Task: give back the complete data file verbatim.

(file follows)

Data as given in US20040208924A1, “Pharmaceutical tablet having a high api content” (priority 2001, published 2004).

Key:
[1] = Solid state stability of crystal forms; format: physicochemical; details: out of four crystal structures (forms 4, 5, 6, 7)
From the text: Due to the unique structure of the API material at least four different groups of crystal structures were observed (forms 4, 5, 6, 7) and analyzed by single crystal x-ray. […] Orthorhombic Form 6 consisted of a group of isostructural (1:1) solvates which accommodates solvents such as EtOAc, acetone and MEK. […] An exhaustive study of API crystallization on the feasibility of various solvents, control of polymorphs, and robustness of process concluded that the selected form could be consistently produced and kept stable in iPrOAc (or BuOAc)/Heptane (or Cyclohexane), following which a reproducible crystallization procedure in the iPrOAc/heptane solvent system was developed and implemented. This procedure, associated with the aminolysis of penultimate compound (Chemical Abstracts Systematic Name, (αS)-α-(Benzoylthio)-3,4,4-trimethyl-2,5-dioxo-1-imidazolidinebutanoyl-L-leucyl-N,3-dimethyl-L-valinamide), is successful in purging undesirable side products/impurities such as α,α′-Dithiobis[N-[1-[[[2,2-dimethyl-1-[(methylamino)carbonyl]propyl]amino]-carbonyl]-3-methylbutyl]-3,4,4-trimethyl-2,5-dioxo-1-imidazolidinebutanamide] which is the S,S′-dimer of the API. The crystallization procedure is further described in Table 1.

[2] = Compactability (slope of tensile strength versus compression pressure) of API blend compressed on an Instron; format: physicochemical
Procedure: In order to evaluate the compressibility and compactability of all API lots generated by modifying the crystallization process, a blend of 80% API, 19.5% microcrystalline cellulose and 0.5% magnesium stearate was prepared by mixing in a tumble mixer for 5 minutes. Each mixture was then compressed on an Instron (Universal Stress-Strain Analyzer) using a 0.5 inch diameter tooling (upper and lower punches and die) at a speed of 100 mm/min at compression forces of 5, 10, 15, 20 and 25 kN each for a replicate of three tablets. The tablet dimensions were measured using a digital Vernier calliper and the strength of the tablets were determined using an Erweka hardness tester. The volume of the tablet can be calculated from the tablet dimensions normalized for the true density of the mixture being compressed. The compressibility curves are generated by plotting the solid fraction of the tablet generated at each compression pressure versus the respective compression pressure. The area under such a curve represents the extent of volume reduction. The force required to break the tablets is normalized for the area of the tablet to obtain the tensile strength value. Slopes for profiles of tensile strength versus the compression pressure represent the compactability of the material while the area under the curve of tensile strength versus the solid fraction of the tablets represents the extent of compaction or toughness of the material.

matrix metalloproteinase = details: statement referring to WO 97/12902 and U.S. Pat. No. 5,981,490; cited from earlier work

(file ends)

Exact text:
Data as given in US20040208924A1, “Pharmaceutical tablet having a high api content” (priority 2001, published 2004).

Key:
[1] = Solid state stability of crystal forms; format: physicochemical; details: out of four crystal structures (forms 4, 5, 6, 7)
From the text: Due to the unique structure of the API material at least four different groups of crystal structures were observed (forms 4, 5, 6, 7) and analyzed by single crystal x-ray. […] Orthorhombic Form 6 consisted of a group of isostructural (1:1) solvates which accommodates solvents such as EtOAc, acetone and MEK. […] An exhaustive study of API crystallization on the feasibility of various solvents, control of polymorphs, and robustness of process concluded that the selected form could be consistently produced and kept stable in iPrOAc (or BuOAc)/Heptane (or Cyclohexane), following which a reproducible crystallization procedure in the iPrOAc/heptane solvent system was developed and implemented. This procedure, associated with the aminolysis of penultimate compound (Chemical Abstracts Systematic Name, (αS)-α-(Benzoylthio)-3,4,4-trimethyl-2,5-dioxo-1-imidazolidinebutanoyl-L-leucyl-N,3-dimethyl-L-valinamide), is successful in purging undesirable side products/impurities such as α,α′-Dithiobis[N-[1-[[[2,2-dimethyl-1-[(methylamino)carbonyl]propyl]amino]-carbonyl]-3-methylbutyl]-3,4,4-trimethyl-2,5-dioxo-1-imidazolidinebutanamide] which is the S,S′-dimer of the API. The crystallization procedure is further described in Table 1.

[2] = Compactability (slope of tensile strength versus compression pressure) of API blend compressed on an Instron; format: physicochemical
Procedure: In order to evaluate the compressibility and compactability of all API lots generated by modifying the crystallization process, a blend of 80% API, 19.5% microcrystalline cellulose and 0.5% magnesium stearate was prepared by mixing in a tumble mixer for 5 minutes. Each mixture was then compressed on an Instron (Universal Stress-Strain Analyzer) using a 0.5 inch diameter tooling (upper and lower punches and die) at a speed of 100 mm/min at compression forces of 5, 10, 15, 20 and 25 kN each for a replicate of three tablets. The tablet dimensions were measured using a digital Vernier calliper and the strength of the tablets were determined using an Erweka hardness tester. The volume of the tablet can be calculated from the tablet dimensions normalized for the true density of the mixture being compressed. The compressibility curves are generated by plotting the solid fraction of the tablet generated at each compression pressure versus the respective compression pressure. The area under such a curve represents the extent of volume reduction. The force required to break the tablets is normalized for the area of the tablet to obtain the tensile strength value. Slopes for profiles of tensile strength versus the compression pressure represent the compactability of the material while the area under the curve of tensile strength versus the solid fraction of the tablets represents the extent of compaction or toughness of the material.

matrix metalloproteinase = details: statement referring to WO 97/12902 and U.S. Pat. No. 5,981,490; cited from earlier work